It should be understood that the above embodiments of drug delivery unit 20 are in no way limited to particular combinations of actuator 30 and receptacle 40. In other words, any of the embodiments of actuator 30 described above or within the knowledge of one of skill in the art can be used in combination with any of the embodiments of receptacle 40 described above or within the knowledge of one of skill in the art. For example, drug delivery unit 20 can comprise an actuator 30 that is a balloon 30 a and receptacle 40 that is a chamber 40 b, or an actuator 30 that is a piston 30 b and a receptacle 40 that is a balloon 40 a, etc. Furthermore, multiple actuators 30 can be used in combination to transmit force to receptacle 40 if desired. For example, spring-loaded coil 30 c could be used together with piston 30 b to transmit force to receptacle 40. Specifically, an infusion material 55 could actuate coil 30 c which would transmit force to piston 30 b, which, in turn, would transmit force to receptacle 40 to release therapeutic agent 56 to the target site.
As mentioned previously, in any of the above-described embodiments, drug delivery unit 20 may include needle 50 in fluid communication with receptacle 40 as seen in
In any of the above mentioned embodiments, catheter 10 may comprise multiple drug delivery units and multiple actuators and receptacles within these multiple drug units or within single drug delivery units to provide for multiple deliveries of the same or different therapeutic agents.
In an exemplary method of using catheter 10 of the present invention to deliver a therapeutic agent to a target site, wherein actuator 30 and receptacle 40 are both balloons, 30 a and 40 a, both balloons 30 a and 40 a are initially prepared for delivery. In particular, balloon 30 a is initially deflated and filled with a small quantity of air. A syringe or other appropriate device containing infusion material 55 is connected to proximal end 14 of inner shaft 16 or handle 68 of shaft 16 and a vacuum is created by pulling back on the syringe. Following this initial preparatory step, balloon 30 a remains in an inactivated configuration, i.e. in a deflated state. With respect to preparing receptacle 40, balloon 40 a is initially deflated and a therapeutic agent 56 is introduced into balloon 40 a by inserting a syringe or other appropriate device into distal opening 69 of needle 50 (such distal opening being depicted in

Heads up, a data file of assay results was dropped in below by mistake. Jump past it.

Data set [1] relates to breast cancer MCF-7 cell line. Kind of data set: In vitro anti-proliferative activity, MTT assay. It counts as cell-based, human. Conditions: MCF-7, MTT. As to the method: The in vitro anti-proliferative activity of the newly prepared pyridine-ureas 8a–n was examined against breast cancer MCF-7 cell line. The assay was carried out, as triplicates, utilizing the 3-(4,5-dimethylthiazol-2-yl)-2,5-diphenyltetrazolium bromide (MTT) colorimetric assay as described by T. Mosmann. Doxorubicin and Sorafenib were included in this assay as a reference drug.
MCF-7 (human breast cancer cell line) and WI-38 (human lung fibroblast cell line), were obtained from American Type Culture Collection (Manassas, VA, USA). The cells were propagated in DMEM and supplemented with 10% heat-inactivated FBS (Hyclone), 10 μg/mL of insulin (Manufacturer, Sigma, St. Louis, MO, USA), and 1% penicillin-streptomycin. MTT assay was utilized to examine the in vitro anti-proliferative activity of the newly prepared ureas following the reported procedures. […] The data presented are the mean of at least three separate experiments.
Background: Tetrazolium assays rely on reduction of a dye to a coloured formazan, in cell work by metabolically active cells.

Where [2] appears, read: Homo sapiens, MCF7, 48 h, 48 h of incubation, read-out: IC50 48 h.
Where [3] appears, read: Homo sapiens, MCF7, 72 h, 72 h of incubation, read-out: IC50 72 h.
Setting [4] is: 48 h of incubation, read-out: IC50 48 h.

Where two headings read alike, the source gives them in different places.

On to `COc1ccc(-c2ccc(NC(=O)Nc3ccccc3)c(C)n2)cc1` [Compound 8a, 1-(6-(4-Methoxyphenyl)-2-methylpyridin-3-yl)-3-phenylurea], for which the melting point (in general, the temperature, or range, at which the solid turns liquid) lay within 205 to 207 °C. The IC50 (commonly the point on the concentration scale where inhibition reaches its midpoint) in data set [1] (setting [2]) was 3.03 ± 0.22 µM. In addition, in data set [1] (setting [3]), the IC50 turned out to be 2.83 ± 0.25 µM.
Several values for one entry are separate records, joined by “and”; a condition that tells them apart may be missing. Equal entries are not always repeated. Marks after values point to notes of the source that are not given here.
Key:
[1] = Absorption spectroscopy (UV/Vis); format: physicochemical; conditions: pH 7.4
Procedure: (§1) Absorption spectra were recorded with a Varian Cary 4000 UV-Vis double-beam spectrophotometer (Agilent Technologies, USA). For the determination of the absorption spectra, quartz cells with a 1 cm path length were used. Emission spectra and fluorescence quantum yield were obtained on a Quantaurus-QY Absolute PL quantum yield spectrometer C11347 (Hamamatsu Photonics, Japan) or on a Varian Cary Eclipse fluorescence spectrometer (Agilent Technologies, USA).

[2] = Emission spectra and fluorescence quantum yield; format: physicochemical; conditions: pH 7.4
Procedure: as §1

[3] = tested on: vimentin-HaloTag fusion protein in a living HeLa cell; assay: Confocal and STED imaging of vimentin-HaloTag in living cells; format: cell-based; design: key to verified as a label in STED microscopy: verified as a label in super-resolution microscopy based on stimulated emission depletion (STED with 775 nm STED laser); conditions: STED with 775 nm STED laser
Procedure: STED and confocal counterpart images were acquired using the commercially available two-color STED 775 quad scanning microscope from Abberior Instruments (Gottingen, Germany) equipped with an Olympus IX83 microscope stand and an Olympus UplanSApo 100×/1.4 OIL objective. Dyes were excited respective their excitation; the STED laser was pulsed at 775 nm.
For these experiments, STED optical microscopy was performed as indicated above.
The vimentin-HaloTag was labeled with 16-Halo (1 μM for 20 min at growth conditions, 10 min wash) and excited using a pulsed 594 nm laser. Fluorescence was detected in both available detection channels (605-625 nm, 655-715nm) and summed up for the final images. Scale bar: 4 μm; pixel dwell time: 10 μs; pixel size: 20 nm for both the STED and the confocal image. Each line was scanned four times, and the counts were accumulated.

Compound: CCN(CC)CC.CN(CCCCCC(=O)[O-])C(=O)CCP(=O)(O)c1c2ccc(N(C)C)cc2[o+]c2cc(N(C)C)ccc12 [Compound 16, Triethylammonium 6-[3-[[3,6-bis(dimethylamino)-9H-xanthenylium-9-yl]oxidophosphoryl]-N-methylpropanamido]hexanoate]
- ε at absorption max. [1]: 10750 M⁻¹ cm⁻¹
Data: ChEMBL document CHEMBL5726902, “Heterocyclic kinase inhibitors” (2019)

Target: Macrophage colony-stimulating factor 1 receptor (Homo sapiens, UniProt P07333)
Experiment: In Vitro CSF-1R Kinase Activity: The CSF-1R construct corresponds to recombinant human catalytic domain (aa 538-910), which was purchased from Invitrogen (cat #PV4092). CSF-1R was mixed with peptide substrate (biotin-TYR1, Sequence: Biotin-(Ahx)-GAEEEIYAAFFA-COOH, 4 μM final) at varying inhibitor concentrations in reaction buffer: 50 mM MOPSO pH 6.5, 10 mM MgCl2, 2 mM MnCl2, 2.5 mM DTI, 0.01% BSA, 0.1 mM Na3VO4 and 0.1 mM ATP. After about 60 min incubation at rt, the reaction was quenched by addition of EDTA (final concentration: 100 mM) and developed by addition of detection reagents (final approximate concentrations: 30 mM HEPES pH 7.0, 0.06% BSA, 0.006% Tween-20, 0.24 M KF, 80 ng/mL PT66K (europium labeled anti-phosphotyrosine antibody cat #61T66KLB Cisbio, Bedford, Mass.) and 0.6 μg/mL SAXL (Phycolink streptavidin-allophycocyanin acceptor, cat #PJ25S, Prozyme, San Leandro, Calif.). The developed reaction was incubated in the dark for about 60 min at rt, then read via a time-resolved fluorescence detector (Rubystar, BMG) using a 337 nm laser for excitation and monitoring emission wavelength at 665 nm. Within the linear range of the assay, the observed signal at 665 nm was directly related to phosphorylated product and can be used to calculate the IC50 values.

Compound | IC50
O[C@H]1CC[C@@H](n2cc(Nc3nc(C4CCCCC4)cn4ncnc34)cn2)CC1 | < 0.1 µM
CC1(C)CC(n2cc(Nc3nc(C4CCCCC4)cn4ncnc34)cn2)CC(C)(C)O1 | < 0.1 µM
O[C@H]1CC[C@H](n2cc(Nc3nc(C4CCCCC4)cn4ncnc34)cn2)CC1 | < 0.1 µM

Catheter 10 according to the present invention can be incorporated into any type of catheter assembly known to one of skill in the art, such as infusion catheter assemblies, direct injection catheter assemblies or more complex catheter assemblies to deliver a therapeutic agent, diagnostic agent or any other type of agent to a target site. The therapeutic agents, according to the present invention, can be in a gaseous, liquid, solid, or semi-solid state. Such therapeutic agents include pharmaceutically active compounds, nucleic acids with and without carrier vectors such as lipids, compacting agents (such as histones), viruses (such as adenovirus, adenoassociated virus, retrovirus, lentivirus and α-virus), polymers, hyaluronic acid, proteins, cells and the like, with or without targeting sequences. Specific examples of therapeutic agents used in conjunction with the present invention include, for example, pharmaceutically active compounds, proteins, cells, oligonucleotides, ribozymes, anti-sense oligonucleotides, DNA compacting agents, gene/vector systems (i.e., any vehicle that allows for the uptake and expression of nucleic acids), nucleic acids (including, for example, recombinant nucleic acids; naked DNA, cDNA, RNA; genomic DNA, cDNA or RNA in a non-infectious vector or in a viral vector and which further may have attached peptide targeting sequences; antisense nucleic acid (RNA or DNA); and DNA chimeras which include gene sequences and encoding for ferry proteins such as membrane translocating sequences (“MTS”) and herpes simplex virus-1 (“VP22”)), and viral, liposomes and cationic and anionic polymers and neutral polymers that are selected from a number of types depending on the desired application. Non-limiting examples of virus vectors or vectors derived from viral sources include adenoviral vectors, herpes simplex vectors, papilloma vectors, adeno-associated vectors, retroviral vectors, and the like. Non-limiting examples of biologically active solutes include anti-thrombogenic agents such as heparin, heparin derivatives, urokinase, and PPACK (dextrophenylalanine proline arginine chloromethylketone); anti-restenosis agents such as cladribine; antioxidants such as probucol and retinoic acid; angiogenic and anti-angiogenic agents and factors; anti-proliferative agents such as enoxaprin, angiopeptin, rapamycin, angiopeptin, monoclonal antibodies capable of blocking smooth muscle cell proliferation, hirudin, and acetylsalicylic acid; statins; angiotensin converting enzyme (ACE) inhibitors; beta-blockers; anti-inflammatory agents such as dexamethasone, prednisolone, corticosterone, budesonide, estrogen, sulfasalazine, acetyl salicylic acid, and mesalamine; calcium entry blockers such as verapamil, diltiazem and nifedipine; antineoplastic/antiproliferative/anti-mitotic agents such as paclitaxel, 5-fluorouracil, methotrexate, doxorubicin, daunorubicin, cyclosporine, cisplatin, vinblastine, vincristine, epothilones, endostatin, angiostatin and thymidine kinase inhibitors; antimicrobials such as triclosan, cephalosporins, aminoglycosides, and nitrofurantoin; anesthetic agents such as lidocaine, bupivacaine, and ropivacaine; nitric oxide (NO) donors such as linsidomine, molsidomine, L-arginine, NO-protein adducts, NO-carbohydrate adducts, polymeric or oligomeric NO adducts; anti-coagulants such as D-Phe-Pro-Arg chloromethyl ketone, an RGD peptide-containing compound, heparin, antithrombin compounds, platelet receptor antagonists, anti-thrombin antibodies, anti-platelet receptor antibodies, enoxaparin, hirudin, warfarin sodium, Dicumarol, aspirin, prostaglandin inhibitors, platelet inhibitors and tick antiplatelet factors; vascular cell growth promoters such as growth factors, growth factor receptor antagonists, transcriptional activators, and translational promoters; vascular cell growth inhibitors such as growth factor inhibitors, growth factor receptor antagonists, transcriptional repressors, translational repressors, replication inhibitors, inhibitory antibodies, antibodies directed against growth factors, bifunctional molecules consisting of a growth factor and a cytotoxin, bifunctional molecules consisting of an antibody and a cytotoxin; cholesterol-lowering agents; vasodilating agents; agents which interfere with endogenous vasoactive mechanisms; survival genes which protect against cell death, such as anti-apoptotic Bcl-2 family factors and Akt kinase; and combinations thereof. Cells can be of human origin (autologous or allogenic) or from an animal source (xenogeneic), genetically engineered if desired to deliver proteins of interest at the insertion site and any modifications to such cells are routinely made by one skilled in the art. Non-limiting examples of cells include side population (SP) cells, lineage negative (Lin−) cells including Lin−CD34−, Lin−CD34+, Lin−cKit+, mesenchymal stem cells including mesenchymal stem cells with 5-aza, cord blood cells, cardiac or other tissue derived stem cells, whole bone marrow, bone marrow mononuclear cells, endothelial progenitor cells, skeletal myoblasts or satellite cells, muscle derived cells, go cells, endothelial cells, adult cardiomyocytes, fibroblasts, smooth muscle cells, adult cardiac fibroblasts +5-aza, genetically modified cells, tissue engineered grafts, MyoD scar fibroblasts, pacing cells, embryonic stem cell clones, embryonic stem cells, fetal or neonatal cells, immunologically masked cells, and teratoma derived cells.